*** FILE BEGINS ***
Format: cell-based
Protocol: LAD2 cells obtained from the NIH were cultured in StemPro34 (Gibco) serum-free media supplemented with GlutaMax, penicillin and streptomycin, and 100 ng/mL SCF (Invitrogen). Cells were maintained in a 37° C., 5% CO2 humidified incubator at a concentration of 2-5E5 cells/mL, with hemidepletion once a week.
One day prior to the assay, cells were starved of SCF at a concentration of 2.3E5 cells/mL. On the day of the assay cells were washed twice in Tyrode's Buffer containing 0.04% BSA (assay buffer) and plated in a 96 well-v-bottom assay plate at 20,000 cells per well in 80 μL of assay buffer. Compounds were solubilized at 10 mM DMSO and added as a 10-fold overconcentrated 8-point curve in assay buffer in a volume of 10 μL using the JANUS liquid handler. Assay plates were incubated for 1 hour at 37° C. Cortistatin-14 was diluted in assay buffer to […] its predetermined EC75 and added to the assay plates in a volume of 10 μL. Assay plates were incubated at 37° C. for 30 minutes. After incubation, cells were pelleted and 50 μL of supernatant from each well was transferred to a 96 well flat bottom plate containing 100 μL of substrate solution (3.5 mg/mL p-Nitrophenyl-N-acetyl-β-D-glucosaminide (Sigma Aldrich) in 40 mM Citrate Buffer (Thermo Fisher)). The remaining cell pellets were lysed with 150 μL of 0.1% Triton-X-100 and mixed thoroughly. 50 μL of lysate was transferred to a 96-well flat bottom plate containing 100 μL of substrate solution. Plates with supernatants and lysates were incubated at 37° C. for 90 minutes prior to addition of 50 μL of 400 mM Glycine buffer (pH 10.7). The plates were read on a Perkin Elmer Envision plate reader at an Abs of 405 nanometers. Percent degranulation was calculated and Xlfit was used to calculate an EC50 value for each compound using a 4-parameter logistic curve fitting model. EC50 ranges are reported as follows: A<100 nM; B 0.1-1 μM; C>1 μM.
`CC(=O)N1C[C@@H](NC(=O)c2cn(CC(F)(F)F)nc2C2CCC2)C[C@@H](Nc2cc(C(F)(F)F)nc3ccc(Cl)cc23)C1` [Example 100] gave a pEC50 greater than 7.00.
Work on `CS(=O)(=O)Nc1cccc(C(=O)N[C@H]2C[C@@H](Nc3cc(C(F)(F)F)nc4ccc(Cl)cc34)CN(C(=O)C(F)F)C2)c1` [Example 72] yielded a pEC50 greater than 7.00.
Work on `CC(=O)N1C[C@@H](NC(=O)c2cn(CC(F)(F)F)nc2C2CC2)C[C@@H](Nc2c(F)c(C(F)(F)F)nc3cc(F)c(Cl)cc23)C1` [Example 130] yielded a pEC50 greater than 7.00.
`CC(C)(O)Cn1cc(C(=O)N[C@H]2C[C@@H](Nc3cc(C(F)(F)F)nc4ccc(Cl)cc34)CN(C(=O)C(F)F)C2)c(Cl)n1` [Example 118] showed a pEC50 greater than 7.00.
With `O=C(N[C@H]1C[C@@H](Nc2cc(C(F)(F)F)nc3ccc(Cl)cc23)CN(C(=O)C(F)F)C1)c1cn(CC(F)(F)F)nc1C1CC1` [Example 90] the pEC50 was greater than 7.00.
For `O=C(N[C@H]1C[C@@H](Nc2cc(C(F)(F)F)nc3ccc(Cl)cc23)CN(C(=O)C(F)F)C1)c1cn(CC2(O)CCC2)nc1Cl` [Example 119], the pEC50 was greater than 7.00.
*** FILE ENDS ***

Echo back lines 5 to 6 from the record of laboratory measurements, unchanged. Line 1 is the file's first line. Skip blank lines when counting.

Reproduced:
Work on `CS(=O)(=O)Nc1cccc(C(=O)N[C@H]2C[C@@H](Nc3cc(C(F)(F)F)nc4ccc(Cl)cc34)CN(C(=O)C(F)F)C2)c1` [Example 72] yielded a pEC50 greater than 7.00.
Work on `CC(=O)N1C[C@@H](NC(=O)c2cn(CC(F)(F)F)nc2C2CC2)C[C@@H](Nc2c(F)c(C(F)(F)F)nc3cc(F)c(Cl)cc23)C1` [Example 130] yielded a pEC50 greater than 7.00.